Topical tacrolimus (FK506) leads to profound phenotypic and functional alterations of epidermal antigen-presenting dendritic cells in atopic dermatitis.J Allergy Clin Immunol. 2001 Mar; 107(3):519-25.JA
Atopic dermatitis (AD) is a chronic inflammatory skin disease in which antigen-presenting epidermal dendritic cells (DCs), ie, Langerhans cells and the so-called inflammatory dendritic epidermal cells (IDECs) expressing the high-affinity receptor for IgE (FcepsilonRI) may play a significant pathophysiologic role. Therapeutic efficacy of the immunosuppressive macrolide tacrolimus (FK506) in AD has been demonstrated in clinical trials, but little is known of its mode of action.
The present study focused on the effects of topical tacrolimus treatment on epidermal CD1a+/FcepsilonRI+ DC populations in lesional AD.
Immunohistological analysis, epidermal DC phenotyping, and functional studies were performed on skin biopsy specimens from treated and untreated lesional skin of 10 patients with AD participating in a clinical trial with tacrolimus.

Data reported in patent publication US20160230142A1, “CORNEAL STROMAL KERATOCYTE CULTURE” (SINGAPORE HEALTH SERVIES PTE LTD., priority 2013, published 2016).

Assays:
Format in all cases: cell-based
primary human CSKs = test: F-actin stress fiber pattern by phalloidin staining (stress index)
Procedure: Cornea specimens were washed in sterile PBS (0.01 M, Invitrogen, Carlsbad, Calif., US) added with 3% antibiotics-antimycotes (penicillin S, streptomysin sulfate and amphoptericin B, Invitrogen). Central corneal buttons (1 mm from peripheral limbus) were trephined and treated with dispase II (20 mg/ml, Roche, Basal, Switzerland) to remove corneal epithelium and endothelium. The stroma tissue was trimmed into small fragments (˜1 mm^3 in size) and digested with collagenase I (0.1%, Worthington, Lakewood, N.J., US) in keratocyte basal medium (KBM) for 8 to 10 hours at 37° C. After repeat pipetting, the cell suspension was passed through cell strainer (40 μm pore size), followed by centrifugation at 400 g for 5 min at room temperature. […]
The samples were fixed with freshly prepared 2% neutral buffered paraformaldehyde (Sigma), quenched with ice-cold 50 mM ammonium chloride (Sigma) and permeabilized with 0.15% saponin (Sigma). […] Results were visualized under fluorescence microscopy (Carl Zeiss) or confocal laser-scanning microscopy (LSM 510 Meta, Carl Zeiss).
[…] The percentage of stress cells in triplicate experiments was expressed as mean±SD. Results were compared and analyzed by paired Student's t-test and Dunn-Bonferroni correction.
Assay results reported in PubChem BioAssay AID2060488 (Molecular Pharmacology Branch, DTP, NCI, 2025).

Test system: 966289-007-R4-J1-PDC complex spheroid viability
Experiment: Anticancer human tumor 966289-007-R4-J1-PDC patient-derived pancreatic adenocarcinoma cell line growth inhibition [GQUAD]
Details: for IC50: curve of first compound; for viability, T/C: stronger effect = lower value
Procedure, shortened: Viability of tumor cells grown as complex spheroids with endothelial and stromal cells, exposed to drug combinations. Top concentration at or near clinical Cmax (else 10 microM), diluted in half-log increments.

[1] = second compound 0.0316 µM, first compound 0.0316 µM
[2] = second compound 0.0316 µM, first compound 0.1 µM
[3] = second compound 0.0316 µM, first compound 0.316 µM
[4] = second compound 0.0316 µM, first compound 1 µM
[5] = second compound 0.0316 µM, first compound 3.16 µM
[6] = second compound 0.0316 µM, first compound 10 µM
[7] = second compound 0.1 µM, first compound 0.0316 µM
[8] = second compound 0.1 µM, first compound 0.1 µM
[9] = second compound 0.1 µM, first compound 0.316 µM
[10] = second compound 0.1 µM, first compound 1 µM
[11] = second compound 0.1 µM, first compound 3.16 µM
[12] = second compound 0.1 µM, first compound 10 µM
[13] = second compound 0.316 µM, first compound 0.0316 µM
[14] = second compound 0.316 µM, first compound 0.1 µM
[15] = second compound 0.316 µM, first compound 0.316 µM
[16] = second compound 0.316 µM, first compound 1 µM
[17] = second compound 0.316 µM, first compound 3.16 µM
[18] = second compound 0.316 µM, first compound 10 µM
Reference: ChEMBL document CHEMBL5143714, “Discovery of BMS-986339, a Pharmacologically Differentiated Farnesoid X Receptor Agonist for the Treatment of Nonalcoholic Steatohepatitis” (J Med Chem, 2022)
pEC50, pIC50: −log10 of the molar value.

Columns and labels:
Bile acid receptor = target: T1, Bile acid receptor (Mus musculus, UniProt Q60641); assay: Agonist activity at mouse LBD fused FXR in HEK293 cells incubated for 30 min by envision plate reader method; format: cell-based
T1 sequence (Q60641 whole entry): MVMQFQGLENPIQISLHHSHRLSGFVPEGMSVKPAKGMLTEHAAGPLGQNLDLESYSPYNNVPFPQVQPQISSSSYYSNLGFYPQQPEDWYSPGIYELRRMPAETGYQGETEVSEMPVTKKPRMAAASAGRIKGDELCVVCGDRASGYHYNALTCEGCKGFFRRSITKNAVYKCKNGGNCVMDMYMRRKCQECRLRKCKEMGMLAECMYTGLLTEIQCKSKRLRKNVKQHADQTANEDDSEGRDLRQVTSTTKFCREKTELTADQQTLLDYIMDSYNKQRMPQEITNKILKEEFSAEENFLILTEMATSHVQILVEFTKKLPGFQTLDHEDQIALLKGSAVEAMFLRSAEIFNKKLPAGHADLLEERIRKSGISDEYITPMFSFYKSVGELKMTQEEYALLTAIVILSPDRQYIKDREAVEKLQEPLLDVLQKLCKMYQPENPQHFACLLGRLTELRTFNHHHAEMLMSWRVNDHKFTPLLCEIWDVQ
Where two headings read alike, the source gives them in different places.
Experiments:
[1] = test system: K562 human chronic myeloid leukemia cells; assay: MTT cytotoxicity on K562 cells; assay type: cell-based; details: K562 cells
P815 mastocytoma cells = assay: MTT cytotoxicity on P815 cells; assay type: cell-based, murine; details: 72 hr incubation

Untreated lesional skin was characterized by a high proportion of CD1a+ cells, which was largely due to a high proportion of IDECs strongly expressing FcepsilonRI. Epidermal DCs isolated from untreated lesional skin exhibited high stimulatory activity toward autologous T cells, which was strongly reduced while clinical improvement was seen during application of tacrolimus. Concomitantly, a decreased FcepsilonRI expression was observed in both Langerhans cells and IDECs. Finally, topical tacrolimus led to a progressive decrease in the IDEC population within the pool of CD1a+ epidermal DCs and also to a decrease in their CD36 expression, which is indicative of lower local inflammation.
Epidermal CD1a+ DCs may represent a target for topical tacrolimus in the treatment of AD.